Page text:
Despite all my planning for the types of chicken breeds I wanted, all that flew out the window when a friend asked us to help re-home some battery hens. Being a few days before Christmas the organisers were expecting a poor turnout of re-homers, said friend persuaded us we can always add those planned pure breed birds to our flock later. We will be setting off for south Lincolnshire on Saturday armed with a poultry crate and hoping the new girls aren't quite as poorly looking as some of the photos we have seen.......................
Picture courtesy RSPCA Cornwall
We have spent the last week checking the coop is weatherproof, it was for the most part but the nest box flap was almost rotten, hubby quickly replaced it and I set to work filling the house with bedding, and lots of it as a cold first night here is predicted although the organiser explained this wasn't really a huge problem as cold weather stimulates feather growth. We also disinfected the coop and scrubbed all the feeders and drinkers, feed has been bought and I checked my hen first aid kit and replaced any missing items. My kit comprises of wormer, mite powder, Vaseline, anti pecking spray, purple gentian spray, cider vinegar and garlic granules I also keep a pair of nail clippers in my kit for trimming any really long claws.
Feed is the Allen and Page Crumb for ex-batts, I use Allen and Paige as they use no GM products in their feed, Organic would be better but it carries a 50% premium which is just a step too far for my budget. The girls will have crumb as it is what they are used to but they will get an afternoon treat of corn, this will be used to lure them in to the run at bedtime and digesting it at night helps keep them warm. Water is rainwater with a tonic for ex batts added, this will be replace later with the cider vinegar which apparently acidulates their gut which can help prevent any internal parasites surviving. As these hens will be truly free range and have access to slugs and snails etc worm prevention is important my programme is Flubenvet twice a year and Verm-X monthly. Worms in hens is life threatening and must be taken seriously, both these products can be used without having to stop eating the eggs which is a bonus.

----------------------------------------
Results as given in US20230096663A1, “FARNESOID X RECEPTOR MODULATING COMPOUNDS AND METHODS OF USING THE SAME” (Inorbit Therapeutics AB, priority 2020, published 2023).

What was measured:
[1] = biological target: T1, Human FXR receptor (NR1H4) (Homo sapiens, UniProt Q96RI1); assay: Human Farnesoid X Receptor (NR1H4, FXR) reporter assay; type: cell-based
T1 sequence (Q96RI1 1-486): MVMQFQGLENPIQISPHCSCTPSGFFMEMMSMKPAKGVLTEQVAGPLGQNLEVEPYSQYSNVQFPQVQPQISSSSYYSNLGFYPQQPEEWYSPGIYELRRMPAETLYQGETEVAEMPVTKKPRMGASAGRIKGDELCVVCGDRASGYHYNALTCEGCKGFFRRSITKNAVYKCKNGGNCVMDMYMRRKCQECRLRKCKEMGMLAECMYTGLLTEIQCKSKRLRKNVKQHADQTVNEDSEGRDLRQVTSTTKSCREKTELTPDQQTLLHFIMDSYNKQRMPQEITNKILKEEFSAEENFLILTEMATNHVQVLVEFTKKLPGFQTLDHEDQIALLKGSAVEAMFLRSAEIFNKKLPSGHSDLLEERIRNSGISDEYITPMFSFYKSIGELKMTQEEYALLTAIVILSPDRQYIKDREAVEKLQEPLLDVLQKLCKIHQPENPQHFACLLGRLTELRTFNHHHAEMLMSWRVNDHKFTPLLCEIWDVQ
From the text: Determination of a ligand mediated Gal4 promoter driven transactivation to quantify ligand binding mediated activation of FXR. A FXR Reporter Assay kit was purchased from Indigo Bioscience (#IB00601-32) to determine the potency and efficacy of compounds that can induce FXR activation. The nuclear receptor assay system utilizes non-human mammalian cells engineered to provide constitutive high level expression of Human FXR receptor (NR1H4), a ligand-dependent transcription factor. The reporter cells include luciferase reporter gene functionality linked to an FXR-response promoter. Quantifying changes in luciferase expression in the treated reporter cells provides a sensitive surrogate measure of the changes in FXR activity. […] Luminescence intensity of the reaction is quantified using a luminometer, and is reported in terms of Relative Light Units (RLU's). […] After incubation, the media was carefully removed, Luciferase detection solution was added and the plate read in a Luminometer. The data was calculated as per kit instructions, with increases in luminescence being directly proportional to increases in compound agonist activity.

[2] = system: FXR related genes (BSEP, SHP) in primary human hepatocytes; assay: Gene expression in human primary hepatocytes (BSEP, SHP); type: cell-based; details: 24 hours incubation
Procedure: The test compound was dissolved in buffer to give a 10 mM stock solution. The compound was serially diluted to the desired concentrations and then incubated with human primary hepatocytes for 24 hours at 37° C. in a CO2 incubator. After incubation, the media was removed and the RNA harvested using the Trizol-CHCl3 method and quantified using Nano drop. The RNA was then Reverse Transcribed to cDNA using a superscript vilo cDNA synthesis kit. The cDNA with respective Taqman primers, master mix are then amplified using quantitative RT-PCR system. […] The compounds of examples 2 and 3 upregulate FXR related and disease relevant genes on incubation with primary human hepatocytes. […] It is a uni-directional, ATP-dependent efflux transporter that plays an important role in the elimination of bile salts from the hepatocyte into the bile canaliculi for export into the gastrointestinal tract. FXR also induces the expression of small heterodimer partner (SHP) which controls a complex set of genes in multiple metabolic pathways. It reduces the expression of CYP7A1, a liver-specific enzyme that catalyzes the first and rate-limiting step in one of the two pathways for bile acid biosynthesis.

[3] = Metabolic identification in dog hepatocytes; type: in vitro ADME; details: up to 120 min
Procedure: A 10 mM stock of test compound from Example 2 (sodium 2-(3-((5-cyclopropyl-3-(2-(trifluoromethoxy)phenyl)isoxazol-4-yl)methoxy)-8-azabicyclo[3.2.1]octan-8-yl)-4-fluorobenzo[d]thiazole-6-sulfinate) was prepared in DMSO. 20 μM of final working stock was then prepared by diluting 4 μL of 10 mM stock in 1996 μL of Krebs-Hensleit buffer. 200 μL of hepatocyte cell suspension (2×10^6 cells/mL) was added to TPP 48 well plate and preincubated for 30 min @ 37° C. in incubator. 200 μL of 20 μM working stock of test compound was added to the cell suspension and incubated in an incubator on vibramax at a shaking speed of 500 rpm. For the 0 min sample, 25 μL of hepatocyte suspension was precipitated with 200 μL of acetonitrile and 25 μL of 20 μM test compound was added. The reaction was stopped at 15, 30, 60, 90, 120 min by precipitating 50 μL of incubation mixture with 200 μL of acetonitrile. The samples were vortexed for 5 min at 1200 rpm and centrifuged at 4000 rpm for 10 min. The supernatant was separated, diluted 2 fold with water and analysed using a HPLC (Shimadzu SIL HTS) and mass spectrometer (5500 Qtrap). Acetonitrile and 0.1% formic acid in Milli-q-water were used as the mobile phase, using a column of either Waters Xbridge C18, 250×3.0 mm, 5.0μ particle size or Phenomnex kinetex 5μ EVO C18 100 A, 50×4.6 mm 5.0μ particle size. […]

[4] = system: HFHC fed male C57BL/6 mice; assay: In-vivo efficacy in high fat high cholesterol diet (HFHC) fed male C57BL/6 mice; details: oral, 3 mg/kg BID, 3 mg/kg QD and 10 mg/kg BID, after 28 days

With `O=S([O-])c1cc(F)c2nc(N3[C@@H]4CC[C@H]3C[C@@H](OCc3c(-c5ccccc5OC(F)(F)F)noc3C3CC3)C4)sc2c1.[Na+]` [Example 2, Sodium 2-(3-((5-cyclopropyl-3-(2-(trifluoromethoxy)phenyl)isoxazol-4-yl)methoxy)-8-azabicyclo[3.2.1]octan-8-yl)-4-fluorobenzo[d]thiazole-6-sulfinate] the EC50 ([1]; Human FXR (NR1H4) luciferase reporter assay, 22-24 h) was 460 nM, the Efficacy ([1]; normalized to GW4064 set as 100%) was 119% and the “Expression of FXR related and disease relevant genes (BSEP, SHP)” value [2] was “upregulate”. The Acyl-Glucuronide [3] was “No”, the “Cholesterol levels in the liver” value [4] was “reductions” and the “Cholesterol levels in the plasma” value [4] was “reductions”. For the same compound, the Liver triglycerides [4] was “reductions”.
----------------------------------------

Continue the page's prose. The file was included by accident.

The girls will need to be spoiled a little in the first few weeks, being put to bed and kept confined to the covered run as well kept in quiet surroundings. These birds have not been allowed to behave like chickens, confined to a mesh cage in close quarters with their sisters no dust baths no perches and kept in artificially lit warehouses to stimulate egg production. It will take a while but they will soon learn how to do all of this and more, I will keep you up to date with their progress.